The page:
Uzbekistan Fact Box

The doubly-landlocked country of Uzbekistan has the largest population in Central Asia and is ninety per cent desert and mountain, ranging from fertile valleys in the east to desert in the west. The Silk Road runs through the country, with the historic cities of Samarkand and Bukhara, known for their mosques and madrassahs, along its route.

The Uzbek people are considered to be the most religious in Central Asia and the government concentrates on keeping all religions (especially Islam) under strict control. The government appoints all imams and controls the number and location of mosques, and over two thousand Muslims are in prison for practising their faith without approval.

A former Soviet republic, Uzbekistan was ruled by the authoritarian Islam Karimov from 1989 until his death in 2016. When the Soviet Union dissolved in 1991 he was elected president of the new country, and he was ruthless with all perceived opposition. His successor Shavkat Mirziyoyev won the presidential election with a landslide victory in December 2016 and his secular government made great strides in expanding religious freedom from 2018, with some churches granted registration and fewer police raids on church meetings, but progress stalled in 2021 with the introduction of a new Religion Law (see below) that retained the old law’s restrictions on meeting together, proselytism and religious literature.

While President Mirziyoyev’s rule has been described as an “Uzbek Spring” because he opened up Uzbekistan to international contacts, the state still violates many human rights and restricts freedoms of religion, speech, press and assembly.

Christians in Uzbekistan

Many Christians in Uzbekistan are of Russian ethnicity and most belong to the Russian Orthodox Church, which is recognised, but the house church movement has grown in recent years and there may be up to 10,000 ethnic Uzbek Christians. While a few Evangelical churches have been able to register in the last few years most have not and they often meet under secret service surveillance, risking police raids, fines and confiscation of literature. Converts from Islam also face pressure from family and community as they are seen as cultural or religious traitors.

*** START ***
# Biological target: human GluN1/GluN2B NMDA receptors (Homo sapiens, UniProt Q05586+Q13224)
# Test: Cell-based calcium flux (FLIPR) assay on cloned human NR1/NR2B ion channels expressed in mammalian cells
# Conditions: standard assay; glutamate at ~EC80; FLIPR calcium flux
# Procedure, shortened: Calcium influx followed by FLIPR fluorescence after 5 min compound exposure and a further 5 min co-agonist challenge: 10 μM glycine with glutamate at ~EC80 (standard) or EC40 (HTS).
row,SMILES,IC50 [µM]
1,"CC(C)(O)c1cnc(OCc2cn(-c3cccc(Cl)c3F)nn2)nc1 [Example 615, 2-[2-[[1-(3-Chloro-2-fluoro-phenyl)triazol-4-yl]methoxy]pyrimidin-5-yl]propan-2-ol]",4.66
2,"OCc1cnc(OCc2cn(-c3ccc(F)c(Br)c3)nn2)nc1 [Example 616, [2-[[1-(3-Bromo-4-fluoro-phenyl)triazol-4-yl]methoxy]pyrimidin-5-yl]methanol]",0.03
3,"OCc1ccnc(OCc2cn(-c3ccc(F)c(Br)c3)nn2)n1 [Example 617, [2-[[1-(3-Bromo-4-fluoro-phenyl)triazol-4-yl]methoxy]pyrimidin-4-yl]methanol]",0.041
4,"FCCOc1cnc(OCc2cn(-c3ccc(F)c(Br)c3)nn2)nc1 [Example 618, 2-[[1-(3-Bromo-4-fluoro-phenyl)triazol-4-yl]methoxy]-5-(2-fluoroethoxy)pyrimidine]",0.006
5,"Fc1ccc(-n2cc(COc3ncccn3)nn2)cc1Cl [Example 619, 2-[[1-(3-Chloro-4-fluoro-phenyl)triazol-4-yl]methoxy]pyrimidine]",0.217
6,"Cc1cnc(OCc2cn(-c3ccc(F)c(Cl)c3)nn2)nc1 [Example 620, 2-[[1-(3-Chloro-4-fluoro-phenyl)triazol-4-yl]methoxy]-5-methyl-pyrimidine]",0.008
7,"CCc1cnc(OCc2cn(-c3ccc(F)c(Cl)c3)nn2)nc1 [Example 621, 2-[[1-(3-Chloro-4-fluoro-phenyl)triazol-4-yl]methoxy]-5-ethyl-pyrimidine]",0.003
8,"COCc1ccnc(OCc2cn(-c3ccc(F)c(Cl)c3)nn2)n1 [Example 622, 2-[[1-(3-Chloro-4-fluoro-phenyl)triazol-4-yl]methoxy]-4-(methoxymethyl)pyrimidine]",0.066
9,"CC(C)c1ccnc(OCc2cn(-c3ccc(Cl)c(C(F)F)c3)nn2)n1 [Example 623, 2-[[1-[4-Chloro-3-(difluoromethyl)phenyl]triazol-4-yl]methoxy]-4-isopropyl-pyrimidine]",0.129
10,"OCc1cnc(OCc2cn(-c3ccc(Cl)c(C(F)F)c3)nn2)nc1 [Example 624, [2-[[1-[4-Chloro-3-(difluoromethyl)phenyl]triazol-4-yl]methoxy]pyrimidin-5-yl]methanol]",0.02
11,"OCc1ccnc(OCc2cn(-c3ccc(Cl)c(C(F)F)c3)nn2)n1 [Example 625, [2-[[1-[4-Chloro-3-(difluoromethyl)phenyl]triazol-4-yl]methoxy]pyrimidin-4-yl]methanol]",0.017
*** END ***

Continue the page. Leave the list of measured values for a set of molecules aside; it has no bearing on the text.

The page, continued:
All unregistered religious activity is illegal and incurs fines of up to three hundred times the minimum monthly wage and up to five years’ imprisonment. Unregistered religious groups cannot open bank accounts, appoint leaders, build, rent or buy buildings or print, distribute or import religious literature.

Christian literature (including Bibles) is routinely confiscated and destroyed. Christians have been told that it is legal to possess a Bible but that reading it is only allowed in designated areas such as registered church buildings. Only religious material approved by the State Committee for Religious Affairs may be distributed and while the government-recognised Uzbek Bible Society is allowed to exist it is heavily restricted and Bibles may not be sold through any other outlets. All imports of Bibles and Christian books are examined and sometimes confiscated and burnt and Christians accused of illegally storing, importing or distributing Christian materials can incur large fines.

Persecution is especially intense in Karakalpakstan, an autonomous republic that occupies the northwestern end of Uzbekistan. In its capital, Nukus, the church has been experiencing unprecedented growth, with several thousand people becoming Christians in recent years. The government shut every non-Orthodox church, so almost all growth is through underground house churches. In 2019, however, the first church was able to register in Karakalpakstan.

In 2017 the government publicly launched the first full Uzbek Bible (a translation of the Old Testament and a revision of the New Testament) at an event attended by ethnic Russian Christians only – Uzbek Christians were not invited.

Religion Law

Uzbekistan’s new Religion Law, which came into force in 2021, retains almost all the restrictions on freedom of religion and belief in the existing 1998 Law on Freedom of Conscience and Religious Organisations, which restricted rights deemed to be in conflict with national security.

These restrictions ban all exercise of freedom of religion and belief without state permission, teaching about religion without state permission and sharing beliefs. The new law retains the requirement for prior state censorship of all religious materials, whether printed or electronic. It also retains the burdensome registration process for religious communities, and while it reduces the number of adult citizens required to apply for permission for a religious community to exist from one hundred founders to fifty, it adds the requirement that all founders live in one city or district.

(Barnabas, Forum 18, Operation World, Religious Liberty Prayer Bulletin, United States Commission on International Religious Freedom Annual Report 2013, Voice of the Martyrs Canada, World Watch list)